Secretary of State Hillary Rodham Clinton on Friday delivered a stinging rebuke to Israeli Prime Minister Benjamin Netanyahu for his government's announcement this week of new Jewish housing in East Jerusalem.
The State Department said Clinton spoke to Netanyahu by phone to express U.S. frustration with Tuesday's announcement that cast a pall over a visit to Israel by Vice President Joe Biden. A State spokesman said the Israeli move has endangered indirect peace talks with the Palestinians that the Obama administration had announced just a day earlier.
Clinton called "to make clear that the United States considered the announcement to be a deeply negative signal about Israel's approach to the bilateral relationship and counter to the spirit of the vice president's trip," department spokesman P.J. Crowley told reporters.
The harsh criticism of America's closest Mideast ally and questions about its commitment to the U.S.-Israeli relationship followed equally blunt condemnation of the housing announcement from the White House and Biden himself.
It also comes ahead of a trip to the region by U.S. Mideast peace envoy George Mitchell and a meeting in Moscow next week of senior officials from the Quartet of Mideast peacemakers.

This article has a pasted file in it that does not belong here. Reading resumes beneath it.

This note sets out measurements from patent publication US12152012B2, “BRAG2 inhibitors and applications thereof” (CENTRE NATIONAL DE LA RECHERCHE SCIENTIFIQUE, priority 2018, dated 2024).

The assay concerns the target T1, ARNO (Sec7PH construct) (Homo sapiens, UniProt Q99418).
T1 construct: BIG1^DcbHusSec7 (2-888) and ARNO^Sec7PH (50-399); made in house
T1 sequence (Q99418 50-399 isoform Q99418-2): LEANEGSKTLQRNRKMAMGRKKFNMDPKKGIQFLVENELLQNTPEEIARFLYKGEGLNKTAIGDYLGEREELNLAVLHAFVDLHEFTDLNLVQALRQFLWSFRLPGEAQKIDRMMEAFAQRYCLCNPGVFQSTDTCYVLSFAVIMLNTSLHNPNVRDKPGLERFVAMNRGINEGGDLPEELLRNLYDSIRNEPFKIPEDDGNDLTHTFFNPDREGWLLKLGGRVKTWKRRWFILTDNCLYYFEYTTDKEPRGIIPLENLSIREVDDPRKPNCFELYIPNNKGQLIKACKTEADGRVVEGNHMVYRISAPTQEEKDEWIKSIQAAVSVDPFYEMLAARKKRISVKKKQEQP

The Israeli announcement took the U.S. by surprise and enraged Palestinians and Arab states, jeopardizing indirect peace talks Mitchell is to mediate
"The secretary said she could not understand how this happened, particularly in light of the United States' strong commitment to Israel's security and she made clear that the Israeli government needed to demonstrate not just through words but through specific actions that they are committed to this relationship and to the peace process," he said.
Crowley stressed that the United States strongly objected to both the content and timing of the announcement and said Clinton had "reinforced that this action had undermined trust and confidence in the peace process and in America's interests."